OS X Server extends Apple’s ease-of-use philosophy in two ways. The platform comes bundled with a wide range of server applications that cover most business uses with an added emphasis on media serving. Because OS X is built on a Unix base, many server functions are repackaged open source applications, including Apache, Tomcat, MySQL, Samba, NFS, and FTP. Although most of these server apps are present on almost any Unix or Linux server, Apple adds value by integrating its administration into an accessible, unified interface. Second, Apple bundles servers like Mail, iCal, Wiki, Podcasting, Quicktime streaming and iChat. Duplicating these functions on PC servers would require the expertise to find, install and configure a variety of third-party packages.

Consistent with the Apple philosophy, one does not need an IT degree to administer the Xserve, although some IT expertise is probably necessary to understand what the server applications do. The entire system can be kept up to date simply using Apple’s Software Update utility. All of the bundled server apps can be turned on, off and configured through the central Server Admin interface. Server Admin can also connect to and administer remote Xserves.

In extending OS X from the desktop to the server, Apple has left in some slightly rough edges. For example, the software update utility is actually available through two different tools, and updates applied through one do not always immediately reflect in the other. Xserve includes the open source MySQL database server, which you can enable through the Server Admin. However, there is no GUI for creating and administering database. For this you must either use the included command-line mysql tools or download a third-party GUI.

These are hardly serious shortcomings, and on balance the Xserve delivers a turnkey server environment that offers out-of-the-box productivity difficult to match with enterprise PC servers.

Among the wide range of IT environments, the Xserve will appeal least to organizations whose needs are easily met with standard server apps like file sharing, Web serving, and standards-based messaging. Likewise, the Xserve’s ease-of-use is less likely to be appreciated by experienced IT admins already trained in the labyrinthine intricacies of Linux and Windows servers.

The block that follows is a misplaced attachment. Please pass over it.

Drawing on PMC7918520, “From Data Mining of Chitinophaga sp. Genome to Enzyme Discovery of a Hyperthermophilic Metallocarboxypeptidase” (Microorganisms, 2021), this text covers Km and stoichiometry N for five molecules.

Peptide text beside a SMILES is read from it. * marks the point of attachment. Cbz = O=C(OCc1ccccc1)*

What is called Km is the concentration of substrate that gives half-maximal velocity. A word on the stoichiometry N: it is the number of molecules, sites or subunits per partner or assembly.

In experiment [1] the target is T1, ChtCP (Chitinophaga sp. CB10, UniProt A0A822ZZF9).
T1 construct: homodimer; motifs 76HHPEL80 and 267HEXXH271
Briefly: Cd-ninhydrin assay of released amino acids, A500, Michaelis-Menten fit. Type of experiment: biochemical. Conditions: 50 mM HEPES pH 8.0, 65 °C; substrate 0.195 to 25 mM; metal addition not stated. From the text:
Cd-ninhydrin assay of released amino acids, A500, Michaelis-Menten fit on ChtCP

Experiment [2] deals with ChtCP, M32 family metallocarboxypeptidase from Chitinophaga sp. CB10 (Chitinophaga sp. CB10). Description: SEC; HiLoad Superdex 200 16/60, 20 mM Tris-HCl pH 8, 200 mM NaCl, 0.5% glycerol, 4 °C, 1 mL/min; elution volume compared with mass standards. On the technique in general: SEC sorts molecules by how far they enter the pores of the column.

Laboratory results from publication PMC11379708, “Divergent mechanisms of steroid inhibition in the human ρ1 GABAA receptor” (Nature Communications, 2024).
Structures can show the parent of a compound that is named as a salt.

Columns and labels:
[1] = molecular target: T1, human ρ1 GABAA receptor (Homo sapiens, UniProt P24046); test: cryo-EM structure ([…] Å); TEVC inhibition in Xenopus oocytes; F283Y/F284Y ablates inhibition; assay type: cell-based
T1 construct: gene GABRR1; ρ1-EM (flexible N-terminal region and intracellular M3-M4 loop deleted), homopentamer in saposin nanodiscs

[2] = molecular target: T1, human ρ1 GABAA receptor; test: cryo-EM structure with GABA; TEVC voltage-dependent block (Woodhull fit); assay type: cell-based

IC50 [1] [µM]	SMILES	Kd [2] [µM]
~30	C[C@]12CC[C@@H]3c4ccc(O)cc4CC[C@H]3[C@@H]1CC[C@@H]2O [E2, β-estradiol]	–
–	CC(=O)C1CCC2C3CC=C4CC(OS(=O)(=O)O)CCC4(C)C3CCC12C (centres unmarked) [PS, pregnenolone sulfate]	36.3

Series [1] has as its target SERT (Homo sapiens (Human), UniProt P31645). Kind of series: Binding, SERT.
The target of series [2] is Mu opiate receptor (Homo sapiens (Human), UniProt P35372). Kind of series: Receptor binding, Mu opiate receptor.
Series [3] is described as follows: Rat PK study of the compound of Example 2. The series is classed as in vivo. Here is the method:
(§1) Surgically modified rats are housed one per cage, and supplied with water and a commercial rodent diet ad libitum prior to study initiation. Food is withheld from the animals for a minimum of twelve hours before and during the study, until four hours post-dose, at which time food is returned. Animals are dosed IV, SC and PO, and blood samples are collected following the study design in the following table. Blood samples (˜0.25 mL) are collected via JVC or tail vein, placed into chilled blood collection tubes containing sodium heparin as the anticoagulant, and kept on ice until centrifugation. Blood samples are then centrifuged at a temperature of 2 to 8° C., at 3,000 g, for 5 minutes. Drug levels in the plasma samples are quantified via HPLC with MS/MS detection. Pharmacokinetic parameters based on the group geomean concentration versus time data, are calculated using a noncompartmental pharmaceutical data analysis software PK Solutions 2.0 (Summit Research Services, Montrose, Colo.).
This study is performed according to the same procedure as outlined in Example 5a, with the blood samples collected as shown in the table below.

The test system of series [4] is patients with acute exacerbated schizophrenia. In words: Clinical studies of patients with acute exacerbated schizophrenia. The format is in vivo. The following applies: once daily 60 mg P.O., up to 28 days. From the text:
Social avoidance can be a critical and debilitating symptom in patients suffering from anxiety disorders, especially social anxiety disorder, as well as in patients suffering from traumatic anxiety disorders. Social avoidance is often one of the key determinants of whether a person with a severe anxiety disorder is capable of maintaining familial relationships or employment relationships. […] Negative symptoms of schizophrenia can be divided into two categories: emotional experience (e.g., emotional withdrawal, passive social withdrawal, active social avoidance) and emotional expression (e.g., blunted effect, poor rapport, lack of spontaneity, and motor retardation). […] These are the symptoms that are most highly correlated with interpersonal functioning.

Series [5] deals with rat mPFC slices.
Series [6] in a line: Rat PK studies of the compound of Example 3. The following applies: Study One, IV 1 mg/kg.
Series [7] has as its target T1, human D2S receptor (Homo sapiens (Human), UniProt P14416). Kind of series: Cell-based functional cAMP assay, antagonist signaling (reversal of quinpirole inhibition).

To its credit, the Xserve offers a one-box solution, which is Apple’s bread-and-butter. Organizations with an interest in media serving will find the Xserve an especially facile environment to get up and running with a minimum of hassle compared to PC servers. Smaller businesses without an existing investment in PC servers or expert IT admins will find the Xserve an accessible, low-fuss route to hefty server power. And, of course, for anyone already comfortable with and loyal to the Apple experience, the Xserve provides a familiar environment without sacrificing features or power to its PC-based peers.

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Why Every Apple News Byte Seems To Matter So Much

Why every Apple news byte seems to matter so much

There’s an addiction in the modern news reporting universe online to updates on details so very small that less than 10 years ago they’d never have left their respective sources lips. With Apple, we’ve got an addiction to details on the devices we’re holding right this minute. Chances are, in fact, that you’re working with a device right now that we’ve written about in the past 24 hours, and it doesn’t just have to be an Apple device.

When I write a story about a BlackBerry device, I don’t necessarily feel as though it’ll be read by BlackBerry fans alone. Our news cycle currently includes mainly stories about BlackBerry 10, an operating system that’ll be released inside the next few months, likely at the start of 2013. Because this operating system’s success will in a giant way affect the company that makes BlackBerry available to the world, each detail matters. As the iPhone 5’s absolute barrage of tiny details turned into full stories has shown you over the past several months, it doesn’t matter that the end product is greater than the sum of its parts.